The underlying fact is, that in some parts of the world, TPO/TPI is a readily accepted part of not only business but also part of the culture, and as such FIFA was somewhat misguided in 2015 to believe a global ban on TPO in football would work. Granted some countries long before 2015 took a similar approach to FIFA in trying to ban TPO, but attempts to ban a long-accepted practice by some was rather short-sighted by FIFA, and at worst has ‘driven it underground‘, and at best meant the ban is ignored and has somewhat further disrupted the integrity and transparency of the game.

What should have happened in my opinion is that FIFA should have employed a more realistic approach and introduced globally accepted controls on TPO, allowing certain jurisdictions (and National Associations) to add to them if they wished, and others to continue with TPO in a way that they could justify as part of their culture and law.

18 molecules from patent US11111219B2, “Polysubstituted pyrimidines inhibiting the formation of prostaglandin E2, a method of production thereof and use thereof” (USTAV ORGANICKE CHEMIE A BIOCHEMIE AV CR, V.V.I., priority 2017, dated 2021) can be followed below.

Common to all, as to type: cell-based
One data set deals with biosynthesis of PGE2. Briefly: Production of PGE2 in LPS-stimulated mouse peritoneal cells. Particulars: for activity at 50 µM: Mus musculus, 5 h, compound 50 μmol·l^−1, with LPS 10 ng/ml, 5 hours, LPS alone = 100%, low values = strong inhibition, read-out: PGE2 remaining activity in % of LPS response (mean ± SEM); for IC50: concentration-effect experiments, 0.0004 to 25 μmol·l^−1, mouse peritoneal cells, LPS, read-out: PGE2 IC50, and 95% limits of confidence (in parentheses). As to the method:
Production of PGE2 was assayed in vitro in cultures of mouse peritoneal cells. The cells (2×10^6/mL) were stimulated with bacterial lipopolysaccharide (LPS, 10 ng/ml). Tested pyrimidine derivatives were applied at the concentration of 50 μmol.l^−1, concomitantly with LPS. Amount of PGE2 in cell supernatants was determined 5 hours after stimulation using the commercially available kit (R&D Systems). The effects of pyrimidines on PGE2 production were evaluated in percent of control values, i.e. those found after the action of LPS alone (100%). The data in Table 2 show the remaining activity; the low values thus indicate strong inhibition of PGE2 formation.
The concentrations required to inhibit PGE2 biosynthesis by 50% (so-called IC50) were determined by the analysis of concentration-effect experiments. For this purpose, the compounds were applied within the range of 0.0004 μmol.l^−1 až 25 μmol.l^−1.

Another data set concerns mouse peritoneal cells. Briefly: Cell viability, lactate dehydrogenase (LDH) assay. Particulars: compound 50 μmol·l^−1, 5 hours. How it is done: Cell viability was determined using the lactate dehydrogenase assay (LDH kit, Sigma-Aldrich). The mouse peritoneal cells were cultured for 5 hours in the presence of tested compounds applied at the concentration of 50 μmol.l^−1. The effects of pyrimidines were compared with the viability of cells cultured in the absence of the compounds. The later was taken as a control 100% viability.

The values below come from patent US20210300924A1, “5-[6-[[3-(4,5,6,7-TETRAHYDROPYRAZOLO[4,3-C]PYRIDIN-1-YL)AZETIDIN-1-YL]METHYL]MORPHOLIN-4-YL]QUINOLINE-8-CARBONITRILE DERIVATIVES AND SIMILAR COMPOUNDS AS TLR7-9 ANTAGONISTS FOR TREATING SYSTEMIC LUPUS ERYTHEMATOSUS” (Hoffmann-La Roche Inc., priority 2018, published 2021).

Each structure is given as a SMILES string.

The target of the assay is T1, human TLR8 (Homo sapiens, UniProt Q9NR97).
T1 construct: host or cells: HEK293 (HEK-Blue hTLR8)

For me the ‘three main pillars’ in trying to effectively regulate TPO/TPI in football whilst not impacting and imposing on people’s cultures and business practices can be underpinned by three core points from FIFA:

  1. The individual human rights and free-will of the player are protected at all times
  2. The players registered club must at all times hold a majority in the registration (playing) rights of the player.
  3. Any ownership by a third party in the playing/registration rights of a player (with exception of the players registered club) must be authorised and published by FIFA

I readily accept the morally corrupt and dirty underbelly of TPO, is still, unfortunately, operational in some parts of the world, but the only way I believe to undermine this element, if not eradicate it, is with an effective and regulated TPI model from FIFA.

Duality‘ (Dual-Representation) and ‘Triality